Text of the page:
The market for service providers to ICOs has exploded because of the value pouring into the space. Good ICOs can raise a lot of money, but only if they can reach a lot of people and have their various KYC and other challenges “ducks in a row”. Service providers have, in general, adopted a pay up front approach which helps filter poor projects thereby protecting their reputation, but exacerbating the issue that rich people can ICO easily whereas the brilliant often cant.

TOKEN creates a meritocracy for service providers through an on-chain rating function by projects that used their services. As a result, the best service providers get higher and higher immutable reputation, which serves to reinforce the success likelihood of TOKEN Funds that they are included in. This is a virtuous circle.

4. ICO starting point

TOKEN delivers a new starting point for ICOs. Think about the scenarios that are typical today: Scenario 1. Rich people want to “do an ICO” to make money. They buy their help, consultants, media and solutions and launch their shi*coin on the unsophisticated masses (that is not derogatory, it refers to most people not really having the time or capacity to analyse an ICO properly). Scenario 2. Marketing experts who quickly got up to speed on ICO buzz words launch their website and token with little more than a few “reputable” names and faces on their website, and a buzz-wordy white paper. They get their millions and then ask, “What now?”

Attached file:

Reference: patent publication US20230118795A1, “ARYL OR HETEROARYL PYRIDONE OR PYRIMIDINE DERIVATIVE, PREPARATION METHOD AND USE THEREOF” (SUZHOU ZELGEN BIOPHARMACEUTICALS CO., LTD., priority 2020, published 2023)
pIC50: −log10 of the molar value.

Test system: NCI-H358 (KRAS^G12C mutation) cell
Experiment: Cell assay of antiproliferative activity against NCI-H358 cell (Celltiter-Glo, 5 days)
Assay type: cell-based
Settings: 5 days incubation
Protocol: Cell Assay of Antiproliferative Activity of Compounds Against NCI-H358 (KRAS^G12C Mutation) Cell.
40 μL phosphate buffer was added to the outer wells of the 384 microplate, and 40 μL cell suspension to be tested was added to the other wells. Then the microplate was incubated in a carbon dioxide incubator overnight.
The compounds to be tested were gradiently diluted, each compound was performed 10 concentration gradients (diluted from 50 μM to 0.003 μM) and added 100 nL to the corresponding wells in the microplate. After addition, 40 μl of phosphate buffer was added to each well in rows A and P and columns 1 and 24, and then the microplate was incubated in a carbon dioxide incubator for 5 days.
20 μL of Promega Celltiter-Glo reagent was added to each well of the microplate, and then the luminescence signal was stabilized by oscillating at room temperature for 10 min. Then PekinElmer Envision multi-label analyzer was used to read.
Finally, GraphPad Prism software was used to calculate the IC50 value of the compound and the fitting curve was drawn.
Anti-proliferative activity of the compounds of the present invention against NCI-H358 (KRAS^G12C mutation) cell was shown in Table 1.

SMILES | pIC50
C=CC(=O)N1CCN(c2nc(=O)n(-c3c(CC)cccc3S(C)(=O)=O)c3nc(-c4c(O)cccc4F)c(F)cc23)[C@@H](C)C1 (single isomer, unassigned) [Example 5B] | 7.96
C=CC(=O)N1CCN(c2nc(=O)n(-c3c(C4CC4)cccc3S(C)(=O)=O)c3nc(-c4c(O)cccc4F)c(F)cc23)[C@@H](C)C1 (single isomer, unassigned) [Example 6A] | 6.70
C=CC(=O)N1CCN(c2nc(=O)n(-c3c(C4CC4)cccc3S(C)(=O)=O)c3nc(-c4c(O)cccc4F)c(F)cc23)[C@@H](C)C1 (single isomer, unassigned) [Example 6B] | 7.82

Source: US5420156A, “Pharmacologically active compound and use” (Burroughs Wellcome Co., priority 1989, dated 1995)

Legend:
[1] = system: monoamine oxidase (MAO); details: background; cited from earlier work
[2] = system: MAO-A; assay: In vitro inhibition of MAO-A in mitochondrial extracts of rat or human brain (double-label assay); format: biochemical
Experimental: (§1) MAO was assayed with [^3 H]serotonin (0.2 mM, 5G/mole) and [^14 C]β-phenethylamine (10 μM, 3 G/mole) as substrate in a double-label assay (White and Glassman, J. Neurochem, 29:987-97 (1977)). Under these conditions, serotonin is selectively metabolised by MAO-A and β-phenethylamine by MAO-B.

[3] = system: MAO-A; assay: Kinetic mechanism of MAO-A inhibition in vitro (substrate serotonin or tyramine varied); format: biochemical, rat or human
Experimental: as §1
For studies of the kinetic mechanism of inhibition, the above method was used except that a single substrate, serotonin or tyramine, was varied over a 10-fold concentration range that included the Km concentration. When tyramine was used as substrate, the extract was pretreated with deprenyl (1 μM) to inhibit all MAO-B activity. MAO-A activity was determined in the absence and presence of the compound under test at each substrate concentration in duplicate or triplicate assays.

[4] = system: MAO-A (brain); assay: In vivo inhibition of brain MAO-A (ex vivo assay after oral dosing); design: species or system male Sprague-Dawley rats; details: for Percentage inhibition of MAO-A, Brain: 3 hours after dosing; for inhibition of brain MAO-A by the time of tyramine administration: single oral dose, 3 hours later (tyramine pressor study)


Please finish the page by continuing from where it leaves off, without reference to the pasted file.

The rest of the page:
Projects initiated on the TOKEN platform won’t have successful TOKEN Funds unless a sophisticated investor community agrees with their project enough to put their own money into it. In the majority of cases this means in practice that the project will have an MVP (minimum viable product) alongside a strong technical vision and credentials. Therefore, those coming to market with successful TOKEN Funds a) have the partners needed to do it right, and b) have the right product, strategy, and team. Note what a contrast this is from the current “advisor” thing. Advisors shouldn’t be the reason a project is good, or, worse, a marketing tool. They should be reasonably remunerated to offer technical advice and mentorship with some consequential fairy dust if their reputation merits it.